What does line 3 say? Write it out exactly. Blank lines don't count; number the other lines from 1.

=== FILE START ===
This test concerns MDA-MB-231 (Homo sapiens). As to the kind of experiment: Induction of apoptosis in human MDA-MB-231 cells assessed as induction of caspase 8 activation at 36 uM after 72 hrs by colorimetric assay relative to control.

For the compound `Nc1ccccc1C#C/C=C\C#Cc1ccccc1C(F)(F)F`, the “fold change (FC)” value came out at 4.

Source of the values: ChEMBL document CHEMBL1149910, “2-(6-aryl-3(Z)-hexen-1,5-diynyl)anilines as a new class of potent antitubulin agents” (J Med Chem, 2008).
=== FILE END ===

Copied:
Source of the values: ChEMBL document CHEMBL1149910, “2-(6-aryl-3(Z)-hexen-1,5-diynyl)anilines as a new class of potent antitubulin agents” (J Med Chem, 2008).